Demand for replacement PV inverters comes from customers that own old inverters that are beginning to underperform or fail, or can no longer easily be serviced with replacement models or spare parts. Demand also comes from customers that own relatively young PV inverters that are underperforming due to either poor installation, system design, or quality issues.
Asia gaining ground
Europe/Middle East/Africa (EMEA) has been the largest region for replacement PV inverter demand historically, as the region experienced an early boom in solar in core markets such as Germany, Italy, Spain, Czech Republic, and Bulgaria, and now has the largest installed base of PV systems older than five years. Replacement demand in the EMEA region reached 3.4 GW in 2019, driven largely by aging installations between 10 kW and 5 MW in size. The largest markets are Germany, Italy and Spain, which together accounted for more than 70% of replacement demand in the EMEA region.
Asia is the second-largest region for replacement inverters due to older large PV installations in China and more-recent massive growth, which will continue to fuel demand across the region. Demand for replacement PV inverters is expected to come primarily from utility-scale (>5 MW) installations. In Japan, demand will also be driven by residential and commercial installations, as the country experienced early growth in solar and now has the largest installed base of residential installations over five years old in the world.
Demand for replacement PV inverters in the Americas region is expected to grow rapidly, driven primarily by the United States, its largest market. Replacement demand in the Americas region is forecast to grow at a CAGR (2018–23) of 130% and account for 12% of global replacement demand in 2023. The United States has proven to be a volatile competitive landscape for inverter suppliers, with many having entered and exited the market. Certain suppliers such as Satcon and Advanced Energy that had a large market share but are no longer active in the market have created an opportunity for existing suppliers to provide replacement inverters.
Furthermore, evolving technical regulations and import tariffs continue to make the United States a challenging environment for suppliers to keep investing in next-generation product and hence, may also cause suppliers to exit the market. However, despite some of these challenges, it remains a highly lucrative market as suppliers fight to capture an increasing number of new installations, and as customers seek ways to replace a growing installed base of aging systems, particularly in the utility-scale segment.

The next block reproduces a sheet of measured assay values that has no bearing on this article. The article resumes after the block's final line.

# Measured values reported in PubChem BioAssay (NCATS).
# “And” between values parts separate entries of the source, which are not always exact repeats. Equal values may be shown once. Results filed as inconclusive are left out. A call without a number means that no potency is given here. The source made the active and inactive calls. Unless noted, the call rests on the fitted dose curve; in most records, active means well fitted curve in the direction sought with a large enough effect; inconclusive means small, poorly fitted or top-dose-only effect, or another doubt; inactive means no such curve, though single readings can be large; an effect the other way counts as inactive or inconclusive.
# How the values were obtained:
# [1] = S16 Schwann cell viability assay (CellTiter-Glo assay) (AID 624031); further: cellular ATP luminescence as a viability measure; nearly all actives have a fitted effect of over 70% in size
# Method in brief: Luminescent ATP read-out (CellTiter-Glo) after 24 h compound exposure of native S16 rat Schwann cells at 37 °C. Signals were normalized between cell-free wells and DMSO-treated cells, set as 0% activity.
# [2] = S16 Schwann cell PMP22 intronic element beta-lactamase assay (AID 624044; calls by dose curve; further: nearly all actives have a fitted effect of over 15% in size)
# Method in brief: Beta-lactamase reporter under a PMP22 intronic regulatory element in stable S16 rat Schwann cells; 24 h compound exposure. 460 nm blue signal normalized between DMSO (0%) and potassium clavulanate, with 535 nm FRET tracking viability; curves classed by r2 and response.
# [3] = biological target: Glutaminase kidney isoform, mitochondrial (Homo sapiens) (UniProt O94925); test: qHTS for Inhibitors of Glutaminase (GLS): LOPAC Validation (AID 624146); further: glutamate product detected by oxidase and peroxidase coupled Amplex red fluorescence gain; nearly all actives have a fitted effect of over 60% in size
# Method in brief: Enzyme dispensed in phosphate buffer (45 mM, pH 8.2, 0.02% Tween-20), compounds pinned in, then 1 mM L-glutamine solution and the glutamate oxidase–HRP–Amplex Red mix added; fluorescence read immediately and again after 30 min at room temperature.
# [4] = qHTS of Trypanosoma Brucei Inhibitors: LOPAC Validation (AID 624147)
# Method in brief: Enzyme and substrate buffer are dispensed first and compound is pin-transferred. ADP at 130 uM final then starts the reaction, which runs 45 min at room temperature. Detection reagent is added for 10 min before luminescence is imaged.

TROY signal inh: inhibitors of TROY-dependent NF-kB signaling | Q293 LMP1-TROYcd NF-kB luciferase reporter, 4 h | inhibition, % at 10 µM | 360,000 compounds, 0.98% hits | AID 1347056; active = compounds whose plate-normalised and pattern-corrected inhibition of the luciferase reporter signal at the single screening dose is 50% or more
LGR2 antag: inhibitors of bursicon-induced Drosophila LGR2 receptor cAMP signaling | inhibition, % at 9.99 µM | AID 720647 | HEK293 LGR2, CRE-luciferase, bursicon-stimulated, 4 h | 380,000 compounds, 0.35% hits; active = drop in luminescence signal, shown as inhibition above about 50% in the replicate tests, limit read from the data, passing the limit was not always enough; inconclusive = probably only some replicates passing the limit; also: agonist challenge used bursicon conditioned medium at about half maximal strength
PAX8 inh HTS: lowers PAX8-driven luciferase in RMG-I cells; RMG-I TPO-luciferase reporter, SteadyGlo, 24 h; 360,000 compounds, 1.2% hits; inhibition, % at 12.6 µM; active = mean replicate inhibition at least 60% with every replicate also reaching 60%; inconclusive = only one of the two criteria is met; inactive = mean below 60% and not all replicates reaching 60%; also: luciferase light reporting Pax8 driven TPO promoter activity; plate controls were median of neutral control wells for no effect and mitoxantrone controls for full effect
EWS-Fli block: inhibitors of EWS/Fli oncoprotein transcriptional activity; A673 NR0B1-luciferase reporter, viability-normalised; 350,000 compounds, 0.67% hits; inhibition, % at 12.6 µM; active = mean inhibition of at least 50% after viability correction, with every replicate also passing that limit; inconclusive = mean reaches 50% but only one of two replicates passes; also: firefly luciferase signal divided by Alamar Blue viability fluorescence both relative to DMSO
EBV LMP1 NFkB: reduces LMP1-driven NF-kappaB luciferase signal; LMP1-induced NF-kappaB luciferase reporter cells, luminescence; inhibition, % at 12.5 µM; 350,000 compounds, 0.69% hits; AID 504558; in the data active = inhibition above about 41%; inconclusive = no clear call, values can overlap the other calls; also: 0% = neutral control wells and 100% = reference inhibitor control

Developers, EPCs, O&M providers, and PV inverter suppliers are all seeking new ways to maximize the value from investments in replacement PV inverters. Straight one-to-one replacement of old inverters is currently the most common route that customers take. For example, an older 1 MW central inverter model is replaced with a new, modern 1 MW central inverter.
However, as inverter technology develops, new inverter types are being used to replace older-generation inverters with the aim of maximizing yield, simplifying O&M, and reducing the levelized cost of energy. Customers are increasingly considering changing the overall system architecture, for example, by replacing an old central inverter with string inverters or by introducing string-level power optimizers. Overall, modern inverters are being designed with a plethora of advanced features such as artificial intelligence, monitoring, and autonomous control functionality. Advanced software capabilities allow customers to upgrade their existing systems by replacing inverters.
O&M service providers have stepped up to offer services to ensure that customers reduce downtime and maximize yield and revenue from their PV systems by helping to meet the challenges that come with a growing installed base of aging PV inverters. Firstly, real-time monitoring can allow O&M providers to spot potential issues with inverters deployed within a system. On top of that, predictive analytics is starting to help O&M providers and customers to get ahead of potential issues. New methods including thermography and aerial photography are also providing new data streams for O&M providers to study for potential inverter issues.
Regardless of these advanced methods of monitoring, O&M service providers face a significant challenge regarding the sourcing of replacement inverters and spare parts. Replacement inverters for older-generation models may simply not be available anymore. Spare parts may be difficult to source and may require O&M service providers and customers to be creative about harvesting spare parts from decommissioned inverters or even other types of power electronics equipment. O&M service providers have started to develop in-house expertise dedicated to inverter repair, which involves hiring experienced engineers and seeking advanced training, sometimes directly from PV inverter suppliers, in addition to warehousing their own inventories of spare parts and spare inverters.
For their part, inverter suppliers have also begun to invest in their own departments dedicated to addressing the market for replacement PV inverters. For example, SMA has established its own replacement/repowering department, which is focused on consulting and selling kits specifically for replacement projects. However, IHS Markit notes that this market is still in its infancy and inverter suppliers that invest time and resources into helping to serve this market can capture significant opportunity for themselves in the next five years, as the market segment is set to